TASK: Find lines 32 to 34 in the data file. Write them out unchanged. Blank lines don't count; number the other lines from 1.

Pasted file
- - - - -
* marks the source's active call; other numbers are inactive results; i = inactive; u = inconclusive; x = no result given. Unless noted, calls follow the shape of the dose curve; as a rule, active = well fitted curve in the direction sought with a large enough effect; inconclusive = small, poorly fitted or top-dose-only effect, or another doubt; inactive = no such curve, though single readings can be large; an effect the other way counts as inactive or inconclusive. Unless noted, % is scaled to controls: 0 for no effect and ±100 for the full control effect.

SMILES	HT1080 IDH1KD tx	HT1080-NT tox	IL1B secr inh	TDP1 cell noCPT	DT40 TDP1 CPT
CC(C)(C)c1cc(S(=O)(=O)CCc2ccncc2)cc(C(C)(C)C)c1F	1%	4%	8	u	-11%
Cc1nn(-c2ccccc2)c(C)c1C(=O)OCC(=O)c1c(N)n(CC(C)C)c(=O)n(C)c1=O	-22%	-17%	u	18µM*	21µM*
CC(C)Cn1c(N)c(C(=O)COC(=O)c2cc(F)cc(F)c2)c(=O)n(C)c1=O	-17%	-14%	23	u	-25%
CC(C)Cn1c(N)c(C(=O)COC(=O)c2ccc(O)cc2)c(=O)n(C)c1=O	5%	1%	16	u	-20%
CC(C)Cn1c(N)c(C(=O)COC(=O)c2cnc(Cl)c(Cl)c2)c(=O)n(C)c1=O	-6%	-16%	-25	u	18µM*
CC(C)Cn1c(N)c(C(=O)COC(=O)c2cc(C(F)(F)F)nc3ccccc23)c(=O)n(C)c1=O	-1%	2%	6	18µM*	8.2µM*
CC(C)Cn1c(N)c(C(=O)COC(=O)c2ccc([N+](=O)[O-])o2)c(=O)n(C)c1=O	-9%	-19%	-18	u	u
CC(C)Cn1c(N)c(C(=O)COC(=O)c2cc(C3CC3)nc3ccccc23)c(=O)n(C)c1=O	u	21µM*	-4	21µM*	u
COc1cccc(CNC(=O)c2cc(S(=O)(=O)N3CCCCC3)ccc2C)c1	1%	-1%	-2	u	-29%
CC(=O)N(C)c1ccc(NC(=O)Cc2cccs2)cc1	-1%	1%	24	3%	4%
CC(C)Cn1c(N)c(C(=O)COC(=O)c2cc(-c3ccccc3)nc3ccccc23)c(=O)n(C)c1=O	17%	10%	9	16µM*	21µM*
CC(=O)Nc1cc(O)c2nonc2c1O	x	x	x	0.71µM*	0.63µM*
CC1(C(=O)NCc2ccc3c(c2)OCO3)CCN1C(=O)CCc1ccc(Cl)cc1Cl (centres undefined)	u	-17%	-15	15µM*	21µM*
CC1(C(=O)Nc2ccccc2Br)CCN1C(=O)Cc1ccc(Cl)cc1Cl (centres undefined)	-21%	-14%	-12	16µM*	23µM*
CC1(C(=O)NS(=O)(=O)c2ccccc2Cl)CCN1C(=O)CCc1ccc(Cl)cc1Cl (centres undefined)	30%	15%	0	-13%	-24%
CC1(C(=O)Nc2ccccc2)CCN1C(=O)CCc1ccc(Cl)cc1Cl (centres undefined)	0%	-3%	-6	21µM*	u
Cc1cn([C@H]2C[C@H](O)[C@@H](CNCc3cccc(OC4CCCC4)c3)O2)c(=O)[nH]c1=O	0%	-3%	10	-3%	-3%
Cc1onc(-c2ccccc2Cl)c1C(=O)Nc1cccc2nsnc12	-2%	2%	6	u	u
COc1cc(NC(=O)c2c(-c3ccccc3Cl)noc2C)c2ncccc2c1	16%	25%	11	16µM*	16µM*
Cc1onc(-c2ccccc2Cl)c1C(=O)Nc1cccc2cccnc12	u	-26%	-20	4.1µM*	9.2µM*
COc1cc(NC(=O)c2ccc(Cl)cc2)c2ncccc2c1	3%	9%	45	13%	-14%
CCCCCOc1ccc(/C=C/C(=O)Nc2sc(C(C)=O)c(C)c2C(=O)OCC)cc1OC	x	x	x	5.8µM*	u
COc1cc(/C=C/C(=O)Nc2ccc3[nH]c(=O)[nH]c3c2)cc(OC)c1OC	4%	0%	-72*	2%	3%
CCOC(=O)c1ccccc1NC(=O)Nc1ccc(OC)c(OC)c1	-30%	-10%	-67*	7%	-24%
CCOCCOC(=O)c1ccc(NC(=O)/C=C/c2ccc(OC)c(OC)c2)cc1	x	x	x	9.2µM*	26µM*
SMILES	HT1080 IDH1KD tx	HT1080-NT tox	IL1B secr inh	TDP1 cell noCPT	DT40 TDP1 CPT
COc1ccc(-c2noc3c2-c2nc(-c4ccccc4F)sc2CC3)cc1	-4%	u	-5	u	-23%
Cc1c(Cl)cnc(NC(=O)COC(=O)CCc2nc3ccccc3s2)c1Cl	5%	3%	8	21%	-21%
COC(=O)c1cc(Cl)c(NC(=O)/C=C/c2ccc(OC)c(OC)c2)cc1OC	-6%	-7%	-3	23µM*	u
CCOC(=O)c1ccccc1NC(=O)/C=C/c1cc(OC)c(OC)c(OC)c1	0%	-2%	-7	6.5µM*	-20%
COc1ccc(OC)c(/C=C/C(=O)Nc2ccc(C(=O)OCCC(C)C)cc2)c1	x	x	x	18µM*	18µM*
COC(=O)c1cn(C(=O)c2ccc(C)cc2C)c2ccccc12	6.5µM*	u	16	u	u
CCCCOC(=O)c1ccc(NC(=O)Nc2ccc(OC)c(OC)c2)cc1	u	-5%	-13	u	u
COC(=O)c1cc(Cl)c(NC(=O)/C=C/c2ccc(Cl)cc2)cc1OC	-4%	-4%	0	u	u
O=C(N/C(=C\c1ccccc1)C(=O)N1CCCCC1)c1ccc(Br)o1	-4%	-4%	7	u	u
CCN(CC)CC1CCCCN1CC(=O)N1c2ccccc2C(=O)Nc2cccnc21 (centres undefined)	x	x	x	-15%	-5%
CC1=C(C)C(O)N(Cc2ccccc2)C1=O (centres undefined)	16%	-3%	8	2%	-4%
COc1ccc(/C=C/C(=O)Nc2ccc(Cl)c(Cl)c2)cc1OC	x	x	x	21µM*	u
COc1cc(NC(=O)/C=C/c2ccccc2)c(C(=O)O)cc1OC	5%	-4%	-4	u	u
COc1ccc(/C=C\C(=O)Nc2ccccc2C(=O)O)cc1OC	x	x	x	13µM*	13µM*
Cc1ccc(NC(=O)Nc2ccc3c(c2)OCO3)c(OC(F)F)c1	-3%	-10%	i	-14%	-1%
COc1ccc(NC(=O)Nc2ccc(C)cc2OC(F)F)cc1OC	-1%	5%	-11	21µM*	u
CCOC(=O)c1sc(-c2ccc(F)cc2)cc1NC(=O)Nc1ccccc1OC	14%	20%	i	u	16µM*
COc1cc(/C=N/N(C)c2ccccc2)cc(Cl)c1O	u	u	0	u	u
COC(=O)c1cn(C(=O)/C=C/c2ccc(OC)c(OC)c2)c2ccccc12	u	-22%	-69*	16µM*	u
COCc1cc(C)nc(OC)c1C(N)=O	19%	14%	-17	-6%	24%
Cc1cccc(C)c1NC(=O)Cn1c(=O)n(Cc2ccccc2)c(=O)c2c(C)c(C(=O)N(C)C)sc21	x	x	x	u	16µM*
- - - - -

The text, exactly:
CCOC(=O)c1ccccc1NC(=O)/C=C/c1cc(OC)c(OC)c(OC)c1	0%	-2%	-7	6.5µM*	-20%
COc1ccc(OC)c(/C=C/C(=O)Nc2ccc(C(=O)OCCC(C)C)cc2)c1	x	x	x	18µM*	18µM*
COC(=O)c1cn(C(=O)c2ccc(C)cc2C)c2ccccc12	6.5µM*	u	16	u	u